The Dow Jones Industrial Average was up 68 points at 13,430, as 27 of its 30 components rose, led by General Motors Corp. .
The leading U.S. automaker was upgraded to buy from neutral at Goldman Sachs, which said it was making a "tactical trading call" that shares will rise on expectations for sizable concessions from GM's unionized workers.
The S&P 500 gained 5.5 points to 1,508, while the Nasdaq Composite rose 8.9 points to 2,597.
Yields and homes
The market, which has been pressured by rising bond yields over the past few weeks, saw some relief early Monday, as yields fell back. The benchmark 10-year Treasury bond was last up 14/32 in price, while its yield , which moves inversely, rose to 5.09%.
Higher yields provide a risk-free alternative to stocks while also lifting borrowing costs for consumers and businesses.
The May existing home sales report helped lower bond yields. Sales fell 0.3% in May to a seasonally adjusted annual rate of 5.99 million from 6.01 million in April.
While sales were stronger than the 5.90 million pace expected by economists, the inventory of previously-owned homes for sale rose to the highest level in 15 years, the National Association of Realtors reported Monday.
The data confirms market expectations that the Federal Reserve, which meets on Wednesday and Thursday, will leave interest rates unchanged. Investors will still be eager to see if the committee's accompanying statement hints at whether rate increases or reductions could be in store in coming months.
Also helping stocks, crude oil prices backed off after rallying last week, as a strike in Nigeria ended. A barrel was recently down $1.30, or 1.9%, at $67.84.
Subprime, hedge fund woes on backburner
U.S. stocks took a heavy hit on Friday due to nervousness about a combination of rising Treasury yields, global interest rates and whether subprime lending woes have further to unwind. The Dow industrials dropped 185 points.
"We appear to be looking in a 'glass half full' way at what caused the market to go down 2% last week," said Art Hogan, chief market strategist at Jefferies & Co.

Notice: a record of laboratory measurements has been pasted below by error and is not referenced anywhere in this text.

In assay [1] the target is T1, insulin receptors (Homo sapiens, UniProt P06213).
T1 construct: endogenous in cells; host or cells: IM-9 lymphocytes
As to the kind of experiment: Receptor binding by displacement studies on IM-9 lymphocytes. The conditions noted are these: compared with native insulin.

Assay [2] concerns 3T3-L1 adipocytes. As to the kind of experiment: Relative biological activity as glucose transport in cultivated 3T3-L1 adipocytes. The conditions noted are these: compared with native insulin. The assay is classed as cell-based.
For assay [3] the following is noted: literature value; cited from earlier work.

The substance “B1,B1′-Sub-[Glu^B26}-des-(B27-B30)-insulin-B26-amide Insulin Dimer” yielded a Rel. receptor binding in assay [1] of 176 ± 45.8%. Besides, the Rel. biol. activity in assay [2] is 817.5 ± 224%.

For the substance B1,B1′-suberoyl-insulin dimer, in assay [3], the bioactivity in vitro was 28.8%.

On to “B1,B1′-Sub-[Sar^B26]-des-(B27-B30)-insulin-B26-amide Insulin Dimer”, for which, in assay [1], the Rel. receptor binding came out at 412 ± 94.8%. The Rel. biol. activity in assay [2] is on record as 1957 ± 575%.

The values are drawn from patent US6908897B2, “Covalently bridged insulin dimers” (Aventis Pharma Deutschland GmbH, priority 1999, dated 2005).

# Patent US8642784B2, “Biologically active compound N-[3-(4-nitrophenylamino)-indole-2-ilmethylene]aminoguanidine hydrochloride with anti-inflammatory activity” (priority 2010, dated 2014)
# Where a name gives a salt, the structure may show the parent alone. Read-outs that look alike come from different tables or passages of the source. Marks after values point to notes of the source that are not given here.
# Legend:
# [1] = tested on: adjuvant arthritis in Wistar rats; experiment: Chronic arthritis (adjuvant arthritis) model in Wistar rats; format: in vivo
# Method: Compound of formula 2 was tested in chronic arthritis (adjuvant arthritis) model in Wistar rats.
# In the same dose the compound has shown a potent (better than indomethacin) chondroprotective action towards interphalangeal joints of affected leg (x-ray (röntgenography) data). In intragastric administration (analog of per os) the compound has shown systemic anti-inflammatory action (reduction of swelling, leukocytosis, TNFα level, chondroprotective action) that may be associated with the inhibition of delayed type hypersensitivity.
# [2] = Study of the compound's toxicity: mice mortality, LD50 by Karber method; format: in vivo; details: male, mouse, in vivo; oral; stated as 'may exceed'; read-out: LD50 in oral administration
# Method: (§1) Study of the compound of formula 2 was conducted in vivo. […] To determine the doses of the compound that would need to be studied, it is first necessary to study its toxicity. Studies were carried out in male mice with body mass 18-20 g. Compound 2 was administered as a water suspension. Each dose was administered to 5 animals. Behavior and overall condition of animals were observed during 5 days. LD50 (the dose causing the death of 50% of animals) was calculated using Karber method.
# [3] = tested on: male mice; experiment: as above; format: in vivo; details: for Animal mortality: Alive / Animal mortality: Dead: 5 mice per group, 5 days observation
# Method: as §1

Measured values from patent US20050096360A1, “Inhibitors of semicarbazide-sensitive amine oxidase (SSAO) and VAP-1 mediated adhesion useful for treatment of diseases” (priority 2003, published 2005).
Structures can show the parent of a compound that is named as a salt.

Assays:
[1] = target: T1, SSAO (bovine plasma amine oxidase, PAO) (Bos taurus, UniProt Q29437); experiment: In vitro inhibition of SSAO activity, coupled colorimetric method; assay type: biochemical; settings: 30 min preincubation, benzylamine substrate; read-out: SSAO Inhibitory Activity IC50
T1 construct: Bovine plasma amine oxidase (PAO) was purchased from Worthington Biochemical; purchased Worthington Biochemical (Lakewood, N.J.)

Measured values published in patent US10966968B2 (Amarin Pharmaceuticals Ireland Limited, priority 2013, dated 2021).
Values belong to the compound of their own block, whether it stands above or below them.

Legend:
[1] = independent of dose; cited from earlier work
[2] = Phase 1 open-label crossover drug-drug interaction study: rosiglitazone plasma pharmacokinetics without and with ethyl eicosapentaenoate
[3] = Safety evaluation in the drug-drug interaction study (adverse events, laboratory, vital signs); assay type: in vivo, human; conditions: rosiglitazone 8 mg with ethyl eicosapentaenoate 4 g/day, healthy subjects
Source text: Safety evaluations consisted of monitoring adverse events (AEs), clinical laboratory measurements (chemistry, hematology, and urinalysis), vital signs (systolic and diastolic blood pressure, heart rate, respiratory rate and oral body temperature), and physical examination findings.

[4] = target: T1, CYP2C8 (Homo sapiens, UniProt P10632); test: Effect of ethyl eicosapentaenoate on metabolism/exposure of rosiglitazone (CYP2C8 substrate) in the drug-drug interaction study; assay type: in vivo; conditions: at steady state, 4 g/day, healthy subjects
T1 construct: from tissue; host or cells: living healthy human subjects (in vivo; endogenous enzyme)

"Equities are trying to adjust to higher yields," he said, referring to the fact that earlier in the month the yield on the 10-year Treaury note was driven above the federal funds rate, currently pegged at 5.25%, signaling expectations of higher rates.
"The stock market is trying to learn whether this points to growth or inflation," Hogan said. "If it is being driven by growth, then it is not a negative thing for stocks."
However, the Bank for International Settlements is sounding a cautionary note, according to a report on the Web site of the U.K.'s Telegraph newspaper.
The BIS is warning that years of loose monetary policy have helped pump up a dangerous credit bubble, leaving the global economy more exposed to a slump than is generally understood.
Indeed, the equities market last week played off near collapses of two Bear Stearns Cos. hedge funds, among other factors.
Shares on the move
Dow Jones & Co. remained front and center on investors' radar screens.
According to The Wall Street Journal's online edition there were "intense" negotiations over protecting the editorial independence of the Journal. The newspaper cited people familiar with the matter. Dow Jones is the publisher of both the Wall Street Journal and of MarketWatch.
Dow Jones' stock was up 0.1% at $58.84, below the $60-a-share buyout price offered by News Corp.
and Rupert Murdoch.
Drugstore and personal-products chain Walgreen's reported a 20% increase in profit, citing strong prescription drug sales. The stock wa up 1.6% at $45.69 before the opening.
The yen remained under pressure, although there is growing talk of a possibility that the Bank of Japan may lift rates in the near future. The dollar last was off 0.2% at 123.61 yen, as the euro fell 0.04% to $1.3461.
Commodities were backing lower in the early going, with the front-month oil contract off $1 at $68.14 a barrel and the August gold contract down $3.70 at $653.30 an ounce.
By Leslie Wines